Putting the Wild in Whitewater

The Gauley River
  |  Gorp.com
West Virginia whitewater rafting new river gauley river
The misty morning at Wildwater HQ (Nathan Borchelt)

A cool, dense mist greeted me early on Saturday morning when I unzipped my tent. The lights of Wildwater HQ were halos in the distance, the rolling hill between us a moonscape that seemed to stretch for miles. The illusion dissolved as I trudged through the dew-laden grass and discovered a huge group of people already outfitted in helmets and PFDs loitering at the picnic tables.

“Don’t sweat it,” Rob said after spotting my panic-stricken face in the crowd. “This group is heading to the New.”

I still had an hour, and spent it with a cup of very strong coffee in a very thin foam cup. The Gauley was running that morning—the Army Corps had agreed to delay the day’s release—and I was on Rob’s boat, which would be the first of two trips down the Upper organized by Wildwater. The paddlers heading for the New climbed onto the bus and after they departed, Wildwater settled into an eerie quiet until the next crop started appearing from the mist—the birthday carousers from Pennsylvania were back for another go, and the father and son from Chicago had extended their stay. There was a church group of late 20-somethings from D.C., some new to whitewater, some not, and three paddling fanatics on their seventh trip down the Gauley who talked about the experience with near-religious zeal.

Once assembled, after the necessary safety song and dance, Rob led the entire bunch on a “Happy Birthday” sing-along for the guy celebrating his 21st, and everyone joined in with surprising gusto, considering it was still early Saturday morning.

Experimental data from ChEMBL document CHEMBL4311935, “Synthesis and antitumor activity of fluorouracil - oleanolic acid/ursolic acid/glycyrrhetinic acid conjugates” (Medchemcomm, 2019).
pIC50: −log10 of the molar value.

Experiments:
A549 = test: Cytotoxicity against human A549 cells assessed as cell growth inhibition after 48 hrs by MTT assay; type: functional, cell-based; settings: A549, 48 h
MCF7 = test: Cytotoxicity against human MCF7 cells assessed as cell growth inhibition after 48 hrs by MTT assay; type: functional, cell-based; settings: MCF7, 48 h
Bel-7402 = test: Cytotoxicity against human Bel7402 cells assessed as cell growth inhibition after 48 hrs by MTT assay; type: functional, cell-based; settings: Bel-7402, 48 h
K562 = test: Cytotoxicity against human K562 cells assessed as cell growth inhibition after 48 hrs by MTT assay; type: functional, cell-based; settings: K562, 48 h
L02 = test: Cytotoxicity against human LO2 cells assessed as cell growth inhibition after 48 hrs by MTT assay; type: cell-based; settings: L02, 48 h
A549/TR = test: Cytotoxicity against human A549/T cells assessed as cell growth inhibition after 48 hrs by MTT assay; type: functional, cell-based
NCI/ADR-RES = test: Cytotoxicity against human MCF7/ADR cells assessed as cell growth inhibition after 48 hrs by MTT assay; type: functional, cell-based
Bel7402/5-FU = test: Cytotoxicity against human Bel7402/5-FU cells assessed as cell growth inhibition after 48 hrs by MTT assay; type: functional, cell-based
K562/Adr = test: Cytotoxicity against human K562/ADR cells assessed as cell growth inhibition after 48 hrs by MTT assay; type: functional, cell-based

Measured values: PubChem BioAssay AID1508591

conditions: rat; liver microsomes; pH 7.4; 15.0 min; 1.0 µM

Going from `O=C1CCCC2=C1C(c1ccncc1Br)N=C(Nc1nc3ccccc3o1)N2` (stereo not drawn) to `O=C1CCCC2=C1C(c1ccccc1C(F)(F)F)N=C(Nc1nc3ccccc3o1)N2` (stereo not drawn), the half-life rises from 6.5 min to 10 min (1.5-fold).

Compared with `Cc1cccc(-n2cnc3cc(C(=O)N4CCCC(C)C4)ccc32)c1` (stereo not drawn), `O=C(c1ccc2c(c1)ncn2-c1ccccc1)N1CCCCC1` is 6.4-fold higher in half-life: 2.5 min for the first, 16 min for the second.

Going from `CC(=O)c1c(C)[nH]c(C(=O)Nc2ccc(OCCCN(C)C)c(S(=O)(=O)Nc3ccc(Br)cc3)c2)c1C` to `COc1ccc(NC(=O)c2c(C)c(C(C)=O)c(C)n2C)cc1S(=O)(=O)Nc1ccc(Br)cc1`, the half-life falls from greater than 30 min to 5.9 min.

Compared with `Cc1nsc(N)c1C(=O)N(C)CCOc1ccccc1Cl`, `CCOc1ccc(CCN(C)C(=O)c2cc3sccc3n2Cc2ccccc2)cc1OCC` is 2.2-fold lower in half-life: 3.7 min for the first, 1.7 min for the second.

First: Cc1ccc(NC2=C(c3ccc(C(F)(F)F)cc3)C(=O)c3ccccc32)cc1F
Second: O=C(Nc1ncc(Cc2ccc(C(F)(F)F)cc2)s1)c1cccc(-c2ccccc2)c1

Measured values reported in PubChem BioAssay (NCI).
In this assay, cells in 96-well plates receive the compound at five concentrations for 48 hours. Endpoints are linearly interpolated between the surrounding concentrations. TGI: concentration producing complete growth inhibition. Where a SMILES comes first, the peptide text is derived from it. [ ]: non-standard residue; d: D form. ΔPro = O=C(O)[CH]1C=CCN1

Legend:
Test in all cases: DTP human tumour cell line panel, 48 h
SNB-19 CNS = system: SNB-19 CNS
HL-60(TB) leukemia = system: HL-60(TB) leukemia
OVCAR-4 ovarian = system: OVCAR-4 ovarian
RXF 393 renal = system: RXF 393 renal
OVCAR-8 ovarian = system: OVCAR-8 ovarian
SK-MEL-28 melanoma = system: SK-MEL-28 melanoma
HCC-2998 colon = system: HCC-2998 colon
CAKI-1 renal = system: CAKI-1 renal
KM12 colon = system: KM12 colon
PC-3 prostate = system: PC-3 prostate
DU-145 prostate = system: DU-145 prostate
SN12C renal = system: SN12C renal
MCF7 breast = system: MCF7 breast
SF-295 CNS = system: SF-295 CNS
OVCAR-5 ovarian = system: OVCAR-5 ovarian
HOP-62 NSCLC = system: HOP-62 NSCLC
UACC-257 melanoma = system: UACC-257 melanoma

The ‘round-the-campfire atmosphere of Wildwater may contradict some people’s image of the unruly rafting world, but the close proximity of the New and Gauley means there are plenty of rafting companies—19 at last count—to choose from, each catering to a particular kind of experience.

“We get families, people interested in running the river without getting flipped. Church groups, the more wholesome route than some of the other outfitters,” co-owner and co-founder Chris Dragan explained. “When people call, we tell them what to expect from us. And if they want something different, we’re happy to recommend another outfitter.”

When we pulled up to the put-in at the base of Summersville Dam half an hour after leaving Wildwater, the stretch of concrete parallel to the river was a circus of school buses, multi-passenger vans, and expectant rafters. People shuttled massive rafts from the vehicles to the river and indie kayakers shouldered their crafts, weaving through the fray. Guides wearing worn gear rallied huge groups of weekend paddlers with blue and green and yellow and orange and purple helmets and PFDs, all walking en masse, almost in a daze, to join the massive line of rafts waiting to get into the river. Rob stepped into the chaos—this was his universe—and we followed. Just beyond the madness, the water glinted under the sterling morning sun with flirting “come hither” winks.

If the New starts at a leisurely stroll, the Gauley forces you into a steady sprint—at first glance the water funneling through the Summersville Dam that day looked more like a garden-hose dribble, but once you surrender to her current, she shoots you right out into the river’s narrow confines and you are off.

The Gauley’s reputation for ferocity is reinforced when you hit the first Class V, the ironically named Insignificant. (Other rapid names like Pillow Rock and the aforementioned Sweet’s Falls can paint the picture that the Gauley is more Hallmark than hardcore. Do not be misled.)